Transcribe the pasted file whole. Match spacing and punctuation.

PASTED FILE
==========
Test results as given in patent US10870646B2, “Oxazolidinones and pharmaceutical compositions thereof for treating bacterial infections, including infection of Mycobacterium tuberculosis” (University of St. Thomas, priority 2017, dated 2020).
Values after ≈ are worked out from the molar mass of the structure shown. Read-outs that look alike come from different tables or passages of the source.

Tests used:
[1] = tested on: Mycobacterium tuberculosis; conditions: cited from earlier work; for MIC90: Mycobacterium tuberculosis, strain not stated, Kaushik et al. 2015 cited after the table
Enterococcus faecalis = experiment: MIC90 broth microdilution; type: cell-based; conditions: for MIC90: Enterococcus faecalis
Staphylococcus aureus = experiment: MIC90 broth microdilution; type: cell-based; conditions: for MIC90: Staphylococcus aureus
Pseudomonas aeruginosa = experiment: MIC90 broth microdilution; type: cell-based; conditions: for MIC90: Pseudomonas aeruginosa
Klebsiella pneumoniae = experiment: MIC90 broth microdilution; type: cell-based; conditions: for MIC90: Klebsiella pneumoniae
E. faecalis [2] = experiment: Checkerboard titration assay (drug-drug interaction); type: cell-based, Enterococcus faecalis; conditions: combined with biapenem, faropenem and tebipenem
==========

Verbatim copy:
Test results as given in patent US10870646B2, “Oxazolidinones and pharmaceutical compositions thereof for treating bacterial infections, including infection of Mycobacterium tuberculosis” (University of St. Thomas, priority 2017, dated 2020).
Values after ≈ are worked out from the molar mass of the structure shown. Read-outs that look alike come from different tables or passages of the source.

Tests used:
[1] = tested on: Mycobacterium tuberculosis; conditions: cited from earlier work; for MIC90: Mycobacterium tuberculosis, strain not stated, Kaushik et al. 2015 cited after the table
Enterococcus faecalis = experiment: MIC90 broth microdilution; type: cell-based; conditions: for MIC90: Enterococcus faecalis
Staphylococcus aureus = experiment: MIC90 broth microdilution; type: cell-based; conditions: for MIC90: Staphylococcus aureus
Pseudomonas aeruginosa = experiment: MIC90 broth microdilution; type: cell-based; conditions: for MIC90: Pseudomonas aeruginosa
Klebsiella pneumoniae = experiment: MIC90 broth microdilution; type: cell-based; conditions: for MIC90: Klebsiella pneumoniae
E. faecalis [2] = experiment: Checkerboard titration assay (drug-drug interaction); type: cell-based, Enterococcus faecalis; conditions: combined with biapenem, faropenem and tebipenem